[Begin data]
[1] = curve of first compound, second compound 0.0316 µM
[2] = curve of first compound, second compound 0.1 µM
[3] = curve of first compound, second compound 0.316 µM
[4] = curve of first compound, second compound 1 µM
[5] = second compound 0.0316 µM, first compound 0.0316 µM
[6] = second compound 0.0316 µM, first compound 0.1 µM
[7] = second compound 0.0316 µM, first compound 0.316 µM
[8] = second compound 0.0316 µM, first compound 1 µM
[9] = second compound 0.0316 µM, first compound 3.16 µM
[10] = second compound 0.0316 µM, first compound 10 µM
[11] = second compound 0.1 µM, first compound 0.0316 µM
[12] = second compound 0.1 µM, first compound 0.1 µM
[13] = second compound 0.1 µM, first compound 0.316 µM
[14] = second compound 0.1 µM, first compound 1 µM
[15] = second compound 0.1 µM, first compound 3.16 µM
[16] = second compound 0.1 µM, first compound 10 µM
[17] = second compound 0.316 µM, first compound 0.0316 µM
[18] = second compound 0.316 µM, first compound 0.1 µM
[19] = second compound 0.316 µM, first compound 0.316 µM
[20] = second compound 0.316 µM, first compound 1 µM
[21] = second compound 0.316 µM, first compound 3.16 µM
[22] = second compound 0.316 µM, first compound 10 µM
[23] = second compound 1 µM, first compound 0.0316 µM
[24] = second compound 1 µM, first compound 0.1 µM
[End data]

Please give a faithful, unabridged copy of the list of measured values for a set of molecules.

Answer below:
[1] = curve of first compound, second compound 0.0316 µM
[2] = curve of first compound, second compound 0.1 µM
[3] = curve of first compound, second compound 0.316 µM
[4] = curve of first compound, second compound 1 µM
[5] = second compound 0.0316 µM, first compound 0.0316 µM
[6] = second compound 0.0316 µM, first compound 0.1 µM
[7] = second compound 0.0316 µM, first compound 0.316 µM
[8] = second compound 0.0316 µM, first compound 1 µM
[9] = second compound 0.0316 µM, first compound 3.16 µM
[10] = second compound 0.0316 µM, first compound 10 µM
[11] = second compound 0.1 µM, first compound 0.0316 µM
[12] = second compound 0.1 µM, first compound 0.1 µM
[13] = second compound 0.1 µM, first compound 0.316 µM
[14] = second compound 0.1 µM, first compound 1 µM
[15] = second compound 0.1 µM, first compound 3.16 µM
[16] = second compound 0.1 µM, first compound 10 µM
[17] = second compound 0.316 µM, first compound 0.0316 µM
[18] = second compound 0.316 µM, first compound 0.1 µM
[19] = second compound 0.316 µM, first compound 0.316 µM
[20] = second compound 0.316 µM, first compound 1 µM
[21] = second compound 0.316 µM, first compound 3.16 µM
[22] = second compound 0.316 µM, first compound 10 µM
[23] = second compound 1 µM, first compound 0.0316 µM
[24] = second compound 1 µM, first compound 0.1 µM